Stoppard's Night and Day features a young journalist caught in a very dangerous and politically charged story. He puts his life at risk, perhaps unknowingly, to get his hands on the best story. Stoppard's work feels as timely as ever in the light of news from Mexico.
As reported by huffingtonpost.com, on 9/17/10:
On September 16th, two newspaper photographers were killed by gunmen in Ciudad Juarez, Mexico. The Committee to Protect Journalists, a New York-based watchdog group cited in our previous post, said in a recent report that at least 22 Mexican journalists have been killed since December 2006, due to violence by drug cartels.
As reported by CNN.com on 9/20/10:
In response to the murder of their young photographers, the paper for which they worked took bold action, publishing an open letter to the drug cartels operating in their city.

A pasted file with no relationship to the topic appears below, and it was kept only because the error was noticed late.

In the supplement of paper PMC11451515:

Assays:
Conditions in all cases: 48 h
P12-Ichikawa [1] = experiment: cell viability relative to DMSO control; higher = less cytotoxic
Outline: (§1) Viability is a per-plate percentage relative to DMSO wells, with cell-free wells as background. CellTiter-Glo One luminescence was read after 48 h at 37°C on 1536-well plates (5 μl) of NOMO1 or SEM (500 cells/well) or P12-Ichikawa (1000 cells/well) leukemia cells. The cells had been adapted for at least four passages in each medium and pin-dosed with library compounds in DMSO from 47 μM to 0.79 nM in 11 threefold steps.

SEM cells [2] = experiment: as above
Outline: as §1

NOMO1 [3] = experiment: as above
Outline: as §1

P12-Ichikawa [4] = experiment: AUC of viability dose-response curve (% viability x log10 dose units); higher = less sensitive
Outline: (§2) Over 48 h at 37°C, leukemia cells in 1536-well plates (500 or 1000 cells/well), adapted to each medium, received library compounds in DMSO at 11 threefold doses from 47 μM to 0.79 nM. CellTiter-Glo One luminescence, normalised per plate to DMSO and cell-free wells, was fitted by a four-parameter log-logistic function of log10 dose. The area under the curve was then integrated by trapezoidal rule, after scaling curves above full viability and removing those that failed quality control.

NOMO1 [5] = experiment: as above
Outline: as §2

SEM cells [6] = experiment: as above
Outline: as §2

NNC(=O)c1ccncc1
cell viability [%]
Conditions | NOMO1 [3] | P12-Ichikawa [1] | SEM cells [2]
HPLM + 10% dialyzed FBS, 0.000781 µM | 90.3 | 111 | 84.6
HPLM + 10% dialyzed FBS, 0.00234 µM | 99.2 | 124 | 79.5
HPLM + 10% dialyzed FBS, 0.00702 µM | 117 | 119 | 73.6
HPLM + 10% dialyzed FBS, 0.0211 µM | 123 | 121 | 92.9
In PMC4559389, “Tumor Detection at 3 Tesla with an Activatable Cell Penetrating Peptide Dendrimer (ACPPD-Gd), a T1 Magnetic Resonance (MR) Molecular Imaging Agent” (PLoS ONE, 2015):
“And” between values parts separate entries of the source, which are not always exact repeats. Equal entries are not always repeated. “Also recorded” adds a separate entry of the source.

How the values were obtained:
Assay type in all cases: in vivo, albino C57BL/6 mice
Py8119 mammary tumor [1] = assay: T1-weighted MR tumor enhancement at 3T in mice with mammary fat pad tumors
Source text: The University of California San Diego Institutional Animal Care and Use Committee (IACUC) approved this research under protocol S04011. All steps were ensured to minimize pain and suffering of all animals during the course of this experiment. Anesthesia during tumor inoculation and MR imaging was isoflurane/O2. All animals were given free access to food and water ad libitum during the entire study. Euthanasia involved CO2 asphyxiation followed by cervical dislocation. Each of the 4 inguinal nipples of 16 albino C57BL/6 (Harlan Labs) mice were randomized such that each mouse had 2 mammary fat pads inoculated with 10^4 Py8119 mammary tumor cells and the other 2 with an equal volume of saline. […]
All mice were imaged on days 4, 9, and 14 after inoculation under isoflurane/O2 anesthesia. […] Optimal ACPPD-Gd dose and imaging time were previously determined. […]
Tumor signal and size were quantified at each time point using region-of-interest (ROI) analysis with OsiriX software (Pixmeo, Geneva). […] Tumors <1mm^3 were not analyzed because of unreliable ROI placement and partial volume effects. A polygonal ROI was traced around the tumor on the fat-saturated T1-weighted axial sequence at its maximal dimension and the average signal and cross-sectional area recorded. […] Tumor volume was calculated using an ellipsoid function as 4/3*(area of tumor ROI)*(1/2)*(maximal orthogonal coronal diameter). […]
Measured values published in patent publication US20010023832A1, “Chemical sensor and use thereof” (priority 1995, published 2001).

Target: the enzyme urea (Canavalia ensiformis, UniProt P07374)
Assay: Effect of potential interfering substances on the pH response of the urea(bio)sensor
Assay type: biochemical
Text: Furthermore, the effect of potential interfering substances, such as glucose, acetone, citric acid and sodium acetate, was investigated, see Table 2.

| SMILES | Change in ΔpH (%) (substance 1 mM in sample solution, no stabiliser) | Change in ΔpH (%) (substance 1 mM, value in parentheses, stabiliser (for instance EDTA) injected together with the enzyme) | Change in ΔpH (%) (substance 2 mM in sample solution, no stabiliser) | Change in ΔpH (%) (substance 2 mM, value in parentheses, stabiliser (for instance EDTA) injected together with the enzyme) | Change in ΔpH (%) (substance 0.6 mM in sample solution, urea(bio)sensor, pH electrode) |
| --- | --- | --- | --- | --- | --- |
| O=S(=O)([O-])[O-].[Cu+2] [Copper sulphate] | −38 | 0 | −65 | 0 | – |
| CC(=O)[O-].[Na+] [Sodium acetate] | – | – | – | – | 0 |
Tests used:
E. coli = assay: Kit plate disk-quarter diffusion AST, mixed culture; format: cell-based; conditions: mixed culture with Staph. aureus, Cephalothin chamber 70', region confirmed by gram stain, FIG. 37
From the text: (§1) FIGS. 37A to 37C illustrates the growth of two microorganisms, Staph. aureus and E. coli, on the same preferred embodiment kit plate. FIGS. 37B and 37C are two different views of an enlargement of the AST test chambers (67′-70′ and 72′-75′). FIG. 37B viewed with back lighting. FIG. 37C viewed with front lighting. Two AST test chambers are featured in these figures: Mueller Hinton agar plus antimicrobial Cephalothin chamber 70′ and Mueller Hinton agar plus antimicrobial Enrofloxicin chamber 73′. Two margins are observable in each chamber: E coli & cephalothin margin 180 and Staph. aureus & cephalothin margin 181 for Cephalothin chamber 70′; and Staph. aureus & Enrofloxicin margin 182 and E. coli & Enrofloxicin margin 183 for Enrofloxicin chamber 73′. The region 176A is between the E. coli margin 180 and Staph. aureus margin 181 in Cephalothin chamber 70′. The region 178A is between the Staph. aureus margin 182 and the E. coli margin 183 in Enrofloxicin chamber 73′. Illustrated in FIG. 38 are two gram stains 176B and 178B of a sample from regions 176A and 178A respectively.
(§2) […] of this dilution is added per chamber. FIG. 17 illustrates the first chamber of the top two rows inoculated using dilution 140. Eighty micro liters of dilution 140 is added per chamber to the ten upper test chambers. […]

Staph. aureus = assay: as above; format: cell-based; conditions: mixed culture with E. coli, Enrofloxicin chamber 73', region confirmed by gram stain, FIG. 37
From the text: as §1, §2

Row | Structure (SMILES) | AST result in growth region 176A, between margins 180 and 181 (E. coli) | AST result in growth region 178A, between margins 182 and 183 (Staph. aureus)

"We do not want more deaths," the newspaper's letter to the cartels said Sunday. "We do not want more injuries or even more intimidation. It is impossible to exercise our role in these conditions. Tell us, then, what do you expect of us as a medium?"
However, the deaths may not have been a result of the photographers' work, but rather a personal matter. A Chihuahua state attorney's office spokesman stated, "His murder is not related to his work as a journalist."
Faced with great risk and great responsibility, this paper took bold action, directly addressing very subject of the news which they actively report. What does their appeal say about evolving roles of journalists in today's world? Do we consider the risks these reporters are taking to be crucial to good news?